Trouble in Paradise

After 18 games of relatively smooth sailing, the Hokies have hit their first significant bout of adversity on the way to March. How they work past it will define how we remember this season.

[ACC Pool \ Sam Upshaw Jr.]

Many sports scientists, statisticians and general "smart" people disregard the concept of momentum in sports. And while their numbers, computers and brain may technically prove them right on paper, I sure as hell believe in it.

And college basketball, especially in February and March, is a game based on rhythm, chemistry and yes — momentum.

This is the season where teams finally round into form. How a program who underperformed well into the year can find themselves and push for the tournament (hello, Duke). How a mid major like VCU can build confidence and chamradoire while they make their way into Cinderella territory, or how a blue blood like some of John Calipari's best Kentucky teams learn to fight through adversity together just before it gets to money making time.

It's not necessarily about wins or losses, but about the experience from the games themselves. It's easy to forget, but in 2011 both VCU's run to the Final Four and UConn's Kemba Walker-powered title team both lost four of their last five regular season games. But at points, adversity is what sparks togetherness. Each squad came together during their respective conference tournaments and became white hot in March and April.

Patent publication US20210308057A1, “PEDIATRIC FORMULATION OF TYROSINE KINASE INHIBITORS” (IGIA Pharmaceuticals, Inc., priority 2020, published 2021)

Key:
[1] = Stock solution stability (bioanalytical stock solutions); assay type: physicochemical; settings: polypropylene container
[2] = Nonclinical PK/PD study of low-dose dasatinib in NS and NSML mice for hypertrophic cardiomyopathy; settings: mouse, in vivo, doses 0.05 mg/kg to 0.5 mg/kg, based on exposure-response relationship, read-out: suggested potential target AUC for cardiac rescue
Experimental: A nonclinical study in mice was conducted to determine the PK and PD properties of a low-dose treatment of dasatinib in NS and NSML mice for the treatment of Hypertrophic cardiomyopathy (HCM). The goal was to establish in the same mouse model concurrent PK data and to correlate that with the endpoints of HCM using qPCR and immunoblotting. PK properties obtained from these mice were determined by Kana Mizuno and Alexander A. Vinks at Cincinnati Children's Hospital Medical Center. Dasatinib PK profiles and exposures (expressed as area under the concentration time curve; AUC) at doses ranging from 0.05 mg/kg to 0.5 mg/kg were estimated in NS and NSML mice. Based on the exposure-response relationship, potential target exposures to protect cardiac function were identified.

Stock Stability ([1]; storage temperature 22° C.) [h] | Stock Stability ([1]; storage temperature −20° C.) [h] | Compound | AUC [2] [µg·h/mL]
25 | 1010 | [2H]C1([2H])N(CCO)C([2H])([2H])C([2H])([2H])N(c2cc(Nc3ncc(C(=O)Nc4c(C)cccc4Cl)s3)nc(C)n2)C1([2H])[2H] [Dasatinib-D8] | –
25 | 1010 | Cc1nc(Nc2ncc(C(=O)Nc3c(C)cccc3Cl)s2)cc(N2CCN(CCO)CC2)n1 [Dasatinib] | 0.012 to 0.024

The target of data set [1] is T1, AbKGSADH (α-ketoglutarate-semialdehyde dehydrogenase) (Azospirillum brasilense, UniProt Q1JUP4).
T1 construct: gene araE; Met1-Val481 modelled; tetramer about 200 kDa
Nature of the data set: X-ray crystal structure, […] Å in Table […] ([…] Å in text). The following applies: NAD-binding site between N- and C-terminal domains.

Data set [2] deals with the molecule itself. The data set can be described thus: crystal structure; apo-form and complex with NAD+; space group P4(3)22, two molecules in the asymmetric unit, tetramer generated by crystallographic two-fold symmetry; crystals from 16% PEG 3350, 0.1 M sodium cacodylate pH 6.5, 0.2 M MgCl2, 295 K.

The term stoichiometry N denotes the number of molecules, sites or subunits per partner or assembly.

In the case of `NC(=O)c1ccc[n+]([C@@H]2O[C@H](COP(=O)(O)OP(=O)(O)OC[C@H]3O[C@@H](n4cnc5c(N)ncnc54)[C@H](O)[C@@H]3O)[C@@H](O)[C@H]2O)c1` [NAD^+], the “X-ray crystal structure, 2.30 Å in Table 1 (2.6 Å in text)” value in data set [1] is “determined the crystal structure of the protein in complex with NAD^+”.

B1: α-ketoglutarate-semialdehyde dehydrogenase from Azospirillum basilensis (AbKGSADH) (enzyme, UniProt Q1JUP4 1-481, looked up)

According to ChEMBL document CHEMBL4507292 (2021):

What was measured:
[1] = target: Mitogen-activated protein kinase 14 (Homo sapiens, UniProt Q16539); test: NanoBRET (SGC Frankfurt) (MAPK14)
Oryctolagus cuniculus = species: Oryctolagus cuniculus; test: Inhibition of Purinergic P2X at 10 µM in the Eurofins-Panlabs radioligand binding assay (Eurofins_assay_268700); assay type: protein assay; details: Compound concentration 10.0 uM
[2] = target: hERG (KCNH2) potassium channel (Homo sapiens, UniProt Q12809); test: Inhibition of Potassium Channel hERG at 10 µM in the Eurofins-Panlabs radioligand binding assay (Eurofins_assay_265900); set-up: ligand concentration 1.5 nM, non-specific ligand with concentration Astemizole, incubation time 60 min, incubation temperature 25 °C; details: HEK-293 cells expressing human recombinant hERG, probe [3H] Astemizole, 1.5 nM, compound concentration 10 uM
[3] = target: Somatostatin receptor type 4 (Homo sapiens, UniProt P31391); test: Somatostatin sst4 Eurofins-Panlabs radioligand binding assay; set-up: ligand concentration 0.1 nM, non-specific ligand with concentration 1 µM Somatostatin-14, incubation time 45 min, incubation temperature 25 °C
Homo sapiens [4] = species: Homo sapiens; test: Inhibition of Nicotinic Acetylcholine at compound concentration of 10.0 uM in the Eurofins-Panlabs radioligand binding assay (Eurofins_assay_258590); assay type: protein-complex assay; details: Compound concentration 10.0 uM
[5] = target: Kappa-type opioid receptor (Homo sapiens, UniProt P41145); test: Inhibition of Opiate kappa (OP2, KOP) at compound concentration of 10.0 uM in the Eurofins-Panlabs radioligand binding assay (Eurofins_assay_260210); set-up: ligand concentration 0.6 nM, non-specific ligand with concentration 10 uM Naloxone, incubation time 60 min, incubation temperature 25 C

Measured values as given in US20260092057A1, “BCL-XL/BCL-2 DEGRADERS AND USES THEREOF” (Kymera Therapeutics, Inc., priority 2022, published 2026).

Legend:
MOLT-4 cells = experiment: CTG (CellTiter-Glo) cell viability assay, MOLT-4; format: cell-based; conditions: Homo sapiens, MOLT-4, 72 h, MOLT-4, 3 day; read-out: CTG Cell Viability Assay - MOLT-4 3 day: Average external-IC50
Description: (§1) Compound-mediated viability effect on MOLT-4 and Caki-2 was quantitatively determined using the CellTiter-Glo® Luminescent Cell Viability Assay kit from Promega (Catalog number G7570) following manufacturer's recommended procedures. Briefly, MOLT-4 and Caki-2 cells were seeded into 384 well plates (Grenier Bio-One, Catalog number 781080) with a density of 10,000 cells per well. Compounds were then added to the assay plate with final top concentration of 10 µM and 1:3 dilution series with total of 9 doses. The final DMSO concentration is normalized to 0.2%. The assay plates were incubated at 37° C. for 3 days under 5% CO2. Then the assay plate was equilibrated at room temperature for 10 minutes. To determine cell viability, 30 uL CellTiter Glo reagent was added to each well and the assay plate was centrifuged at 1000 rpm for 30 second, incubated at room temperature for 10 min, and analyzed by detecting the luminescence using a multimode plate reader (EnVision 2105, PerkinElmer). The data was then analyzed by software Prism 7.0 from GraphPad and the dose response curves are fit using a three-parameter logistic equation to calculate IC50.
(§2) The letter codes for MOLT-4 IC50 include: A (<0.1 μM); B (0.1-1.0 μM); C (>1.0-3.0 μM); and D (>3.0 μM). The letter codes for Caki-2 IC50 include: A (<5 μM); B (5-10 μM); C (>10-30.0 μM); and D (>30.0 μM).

It's why North Carolina, after having their upcoming game against Boston College cancelled due to COVID complications, scheduled a quick non-conference bout against Marquette. Sure, the contest benefited two programs who are still trying to impress the selection committee, but it also keeps the ball rolling for the Tar Heels (literally and figuratively).

This is not the time to see a team's chemistry and timing — built so preciously over months of work — get rusty due to inactivity. It's not the time to have your squad lose their legs, especially because tournament season requires you to play multiple games in as many days.

If all goes according to plan, an NCAA Tournament-bound program can use the final stretch of five-to-seven games to perfect their identity, the conference tournament to gain one last bout of experience against high profile opponents (no more stacking wins against the bottom of the ACC) and step into March Madness battle tested and ready for anything.

You know what isn't part of the plan? Having 17 days off between matchups during this stretch. It's not exactly an ideal situation to learn how to play without one of your best players, build team chemistry with a series of solid wins, prove to yourself that you can beat the best and also and then completely grind things to a halt.

As a reward for their tremendous play for two thirds of the 2020-21 season, the Virginia Tech men's basketball team was given two and a half weeks without true competition and left with a tremendous uphill battle to regain their momentum heading into March.

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